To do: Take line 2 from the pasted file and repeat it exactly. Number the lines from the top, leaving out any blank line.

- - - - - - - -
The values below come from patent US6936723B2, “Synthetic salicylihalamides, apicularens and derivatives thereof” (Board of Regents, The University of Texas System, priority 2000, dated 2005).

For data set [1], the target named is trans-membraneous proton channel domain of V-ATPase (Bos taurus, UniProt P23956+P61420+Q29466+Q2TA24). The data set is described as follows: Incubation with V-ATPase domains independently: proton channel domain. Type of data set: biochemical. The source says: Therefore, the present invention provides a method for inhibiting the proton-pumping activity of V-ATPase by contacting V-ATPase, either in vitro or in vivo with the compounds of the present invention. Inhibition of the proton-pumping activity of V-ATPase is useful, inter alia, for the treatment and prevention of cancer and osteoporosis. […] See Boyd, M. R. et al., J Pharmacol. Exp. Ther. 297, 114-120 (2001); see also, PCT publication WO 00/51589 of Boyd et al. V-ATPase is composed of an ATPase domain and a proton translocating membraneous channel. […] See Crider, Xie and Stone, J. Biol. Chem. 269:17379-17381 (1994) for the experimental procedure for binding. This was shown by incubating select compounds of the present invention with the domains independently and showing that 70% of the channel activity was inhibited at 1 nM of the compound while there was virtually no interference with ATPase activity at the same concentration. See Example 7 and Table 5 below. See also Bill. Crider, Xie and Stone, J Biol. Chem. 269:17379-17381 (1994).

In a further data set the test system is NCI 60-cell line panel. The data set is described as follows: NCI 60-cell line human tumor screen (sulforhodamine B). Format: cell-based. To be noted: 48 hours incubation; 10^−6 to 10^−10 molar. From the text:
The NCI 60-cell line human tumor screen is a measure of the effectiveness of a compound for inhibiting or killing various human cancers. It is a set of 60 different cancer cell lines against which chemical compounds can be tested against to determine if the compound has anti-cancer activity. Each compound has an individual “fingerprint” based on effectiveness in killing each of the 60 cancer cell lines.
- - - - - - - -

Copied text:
For data set [1], the target named is trans-membraneous proton channel domain of V-ATPase (Bos taurus, UniProt P23956+P61420+Q29466+Q2TA24). The data set is described as follows: Incubation with V-ATPase domains independently: proton channel domain. Type of data set: biochemical. The source says: Therefore, the present invention provides a method for inhibiting the proton-pumping activity of V-ATPase by contacting V-ATPase, either in vitro or in vivo with the compounds of the present invention. Inhibition of the proton-pumping activity of V-ATPase is useful, inter alia, for the treatment and prevention of cancer and osteoporosis. […] See Boyd, M. R. et al., J Pharmacol. Exp. Ther. 297, 114-120 (2001); see also, PCT publication WO 00/51589 of Boyd et al. V-ATPase is composed of an ATPase domain and a proton translocating membraneous channel. […] See Crider, Xie and Stone, J. Biol. Chem. 269:17379-17381 (1994) for the experimental procedure for binding. This was shown by incubating select compounds of the present invention with the domains independently and showing that 70% of the channel activity was inhibited at 1 nM of the compound while there was virtually no interference with ATPase activity at the same concentration. See Example 7 and Table 5 below. See also Bill. Crider, Xie and Stone, J Biol. Chem. 269:17379-17381 (1994).